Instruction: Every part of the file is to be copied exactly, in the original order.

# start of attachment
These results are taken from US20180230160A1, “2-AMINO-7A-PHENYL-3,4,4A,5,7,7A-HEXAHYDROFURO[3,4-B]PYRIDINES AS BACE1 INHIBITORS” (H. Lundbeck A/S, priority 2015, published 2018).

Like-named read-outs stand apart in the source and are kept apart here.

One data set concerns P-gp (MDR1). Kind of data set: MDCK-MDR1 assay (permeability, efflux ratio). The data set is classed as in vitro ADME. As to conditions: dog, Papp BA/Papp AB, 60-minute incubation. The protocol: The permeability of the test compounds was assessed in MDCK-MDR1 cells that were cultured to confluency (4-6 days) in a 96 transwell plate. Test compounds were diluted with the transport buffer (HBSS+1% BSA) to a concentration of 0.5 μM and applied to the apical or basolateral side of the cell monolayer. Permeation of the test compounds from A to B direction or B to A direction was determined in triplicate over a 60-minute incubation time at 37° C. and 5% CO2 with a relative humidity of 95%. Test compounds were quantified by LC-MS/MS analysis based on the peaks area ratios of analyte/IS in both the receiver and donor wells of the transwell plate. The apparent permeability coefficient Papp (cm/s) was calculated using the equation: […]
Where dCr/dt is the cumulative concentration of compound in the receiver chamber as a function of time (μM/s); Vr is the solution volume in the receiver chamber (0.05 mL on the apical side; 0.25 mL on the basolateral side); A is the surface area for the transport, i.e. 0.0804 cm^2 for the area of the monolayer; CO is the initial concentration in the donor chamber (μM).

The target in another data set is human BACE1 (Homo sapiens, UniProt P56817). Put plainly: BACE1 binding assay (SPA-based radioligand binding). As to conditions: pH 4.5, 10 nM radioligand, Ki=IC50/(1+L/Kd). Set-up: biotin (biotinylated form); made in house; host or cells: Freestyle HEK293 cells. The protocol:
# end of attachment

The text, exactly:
These results are taken from US20180230160A1, “2-AMINO-7A-PHENYL-3,4,4A,5,7,7A-HEXAHYDROFURO[3,4-B]PYRIDINES AS BACE1 INHIBITORS” (H. Lundbeck A/S, priority 2015, published 2018).

Like-named read-outs stand apart in the source and are kept apart here.

One data set concerns P-gp (MDR1). Kind of data set: MDCK-MDR1 assay (permeability, efflux ratio). The data set is classed as in vitro ADME. As to conditions: dog, Papp BA/Papp AB, 60-minute incubation. The protocol: The permeability of the test compounds was assessed in MDCK-MDR1 cells that were cultured to confluency (4-6 days) in a 96 transwell plate. Test compounds were diluted with the transport buffer (HBSS+1% BSA) to a concentration of 0.5 μM and applied to the apical or basolateral side of the cell monolayer. Permeation of the test compounds from A to B direction or B to A direction was determined in triplicate over a 60-minute incubation time at 37° C. and 5% CO2 with a relative humidity of 95%. Test compounds were quantified by LC-MS/MS analysis based on the peaks area ratios of analyte/IS in both the receiver and donor wells of the transwell plate. The apparent permeability coefficient Papp (cm/s) was calculated using the equation: […]
Where dCr/dt is the cumulative concentration of compound in the receiver chamber as a function of time (μM/s); Vr is the solution volume in the receiver chamber (0.05 mL on the apical side; 0.25 mL on the basolateral side); A is the surface area for the transport, i.e. 0.0804 cm^2 for the area of the monolayer; CO is the initial concentration in the donor chamber (μM).

The target in another data set is human BACE1 (Homo sapiens, UniProt P56817). Put plainly: BACE1 binding assay (SPA-based radioligand binding). As to conditions: pH 4.5, 10 nM radioligand, Ki=IC50/(1+L/Kd). Set-up: biotin (biotinylated form); made in house; host or cells: Freestyle HEK293 cells. The protocol: